In spite of the stifling heat, a chill crept up Margaret's spine. Anger stirred along side her fear. She'd witnessed a murder in her refuge! Her anger smoldered. This beloved house had been violated.

Holding her breath, she listened. Footsteps approached the bottom of the attic stairs. He'd direct his search upward any minute. Rage and terror seized her. She had to do something. An Idea churned in her desperate mind. The barricaded attic door would give her a few minutes.

As quietly as possible, she grabbed boxes and odds and ends of rickety furniture, tugging and arranging them strategically, leaving a meandering passageway. It was heavy work but she managed to complete her task, then positioned herself at the opposite end of the attic just as her stalker reached the upper landing.

The doorknob made a tentative turn. When it didn't yield, the man applied more force. Frustrated, he started kicking at the door. Although the frame cracked immediately, it took a little longer for his efforts to budge the heavy trunk which impeded his progress. Finally he managed to push the barricade aside far enough to squeeze through the opening.

Unseen, Margaret managed to deposit her trembling body behind a massive oak dresser, with a yard long piece of 2 X 4 clutched to her bosom. It wouldn't stop bullets, but if her plan worked. . .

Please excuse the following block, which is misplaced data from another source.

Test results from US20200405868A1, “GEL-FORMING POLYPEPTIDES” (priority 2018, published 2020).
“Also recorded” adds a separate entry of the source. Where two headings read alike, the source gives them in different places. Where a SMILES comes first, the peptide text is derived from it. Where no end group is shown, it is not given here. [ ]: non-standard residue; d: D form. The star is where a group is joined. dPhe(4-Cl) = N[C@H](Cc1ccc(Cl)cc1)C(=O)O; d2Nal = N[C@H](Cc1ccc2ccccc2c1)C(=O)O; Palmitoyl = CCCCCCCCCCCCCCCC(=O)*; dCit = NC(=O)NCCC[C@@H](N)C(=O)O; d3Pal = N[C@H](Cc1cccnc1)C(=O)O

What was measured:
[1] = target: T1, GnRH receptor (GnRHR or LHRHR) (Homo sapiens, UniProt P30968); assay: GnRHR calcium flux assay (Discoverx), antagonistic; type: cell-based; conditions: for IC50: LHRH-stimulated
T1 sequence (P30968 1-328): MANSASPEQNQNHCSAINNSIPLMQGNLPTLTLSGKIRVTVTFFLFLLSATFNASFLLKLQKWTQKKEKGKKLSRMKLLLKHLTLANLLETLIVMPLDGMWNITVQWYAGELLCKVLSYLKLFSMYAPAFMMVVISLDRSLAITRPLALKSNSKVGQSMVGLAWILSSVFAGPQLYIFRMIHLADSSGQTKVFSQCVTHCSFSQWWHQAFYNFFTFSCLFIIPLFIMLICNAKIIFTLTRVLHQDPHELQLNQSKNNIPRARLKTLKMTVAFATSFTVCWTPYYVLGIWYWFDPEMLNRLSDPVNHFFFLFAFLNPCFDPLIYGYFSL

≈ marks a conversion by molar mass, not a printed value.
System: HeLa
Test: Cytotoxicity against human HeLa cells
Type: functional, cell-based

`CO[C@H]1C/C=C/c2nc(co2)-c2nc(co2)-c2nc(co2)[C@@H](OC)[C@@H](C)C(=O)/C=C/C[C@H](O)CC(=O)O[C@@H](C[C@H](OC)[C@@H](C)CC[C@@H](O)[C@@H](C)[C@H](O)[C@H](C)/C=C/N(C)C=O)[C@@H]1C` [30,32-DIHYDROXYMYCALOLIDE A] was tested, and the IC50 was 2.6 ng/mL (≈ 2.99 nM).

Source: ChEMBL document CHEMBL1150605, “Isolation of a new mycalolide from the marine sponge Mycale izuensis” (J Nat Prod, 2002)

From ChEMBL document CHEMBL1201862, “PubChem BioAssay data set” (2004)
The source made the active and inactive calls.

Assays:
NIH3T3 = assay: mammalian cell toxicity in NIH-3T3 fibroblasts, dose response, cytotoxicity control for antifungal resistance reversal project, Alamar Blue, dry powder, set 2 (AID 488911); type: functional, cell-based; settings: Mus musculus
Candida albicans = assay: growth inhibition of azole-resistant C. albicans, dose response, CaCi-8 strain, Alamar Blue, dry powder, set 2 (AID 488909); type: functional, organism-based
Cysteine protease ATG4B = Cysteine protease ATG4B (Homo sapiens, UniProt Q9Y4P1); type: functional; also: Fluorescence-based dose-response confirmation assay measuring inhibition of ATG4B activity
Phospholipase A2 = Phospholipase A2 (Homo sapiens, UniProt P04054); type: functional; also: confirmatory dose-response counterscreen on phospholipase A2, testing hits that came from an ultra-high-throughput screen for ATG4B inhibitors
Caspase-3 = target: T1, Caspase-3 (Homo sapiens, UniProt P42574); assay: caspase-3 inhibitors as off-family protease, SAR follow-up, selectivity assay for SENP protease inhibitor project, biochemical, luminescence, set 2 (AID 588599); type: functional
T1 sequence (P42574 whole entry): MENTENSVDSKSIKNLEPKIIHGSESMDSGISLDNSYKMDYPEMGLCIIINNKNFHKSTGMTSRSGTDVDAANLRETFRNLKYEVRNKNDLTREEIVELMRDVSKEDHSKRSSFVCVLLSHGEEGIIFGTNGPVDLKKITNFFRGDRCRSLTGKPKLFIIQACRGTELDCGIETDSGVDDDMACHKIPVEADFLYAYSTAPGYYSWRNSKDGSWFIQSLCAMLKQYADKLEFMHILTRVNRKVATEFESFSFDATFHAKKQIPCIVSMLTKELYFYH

All was silent. Margaret envisioned the gunman standing in the doorway, trying in the dim light to decide where she was hiding amid the jumble. Silent tears coursed down her cheeks as every nerve in her body anticipated the man's next move.

"All right, lady. I know you're in there. Come out and you won't get hurt," the man snarled. His voice raised a few decibels, betraying his exasperation. "You know I'll get you eventually. There's no place for you to go."

He stood silent for a moment, then his heavy footsteps advanced across the attic's bare floor. Margaret's heart stopped with each one.

She held her breath again as the floor creaked under him. He stopped. The floor groaned as the man swore under his breath and took another step.

A horrific cracking shook the whole attic. A primal scream was followed moments later by a muffled thud.

Quietly Margaret squeezed around the dresser and, on her belly, edge up to where dust still billowed around the jagged hole in the floor.

As the dust abated she peered into the dim recesses. Her taut muscles began to relax, and tears of relief replaced frightened ones. Below, resembling a rag doll tossed aside after play, lay her assailant, head and limbs at bizarre angles.

Grandpa's warning hadn't been far off.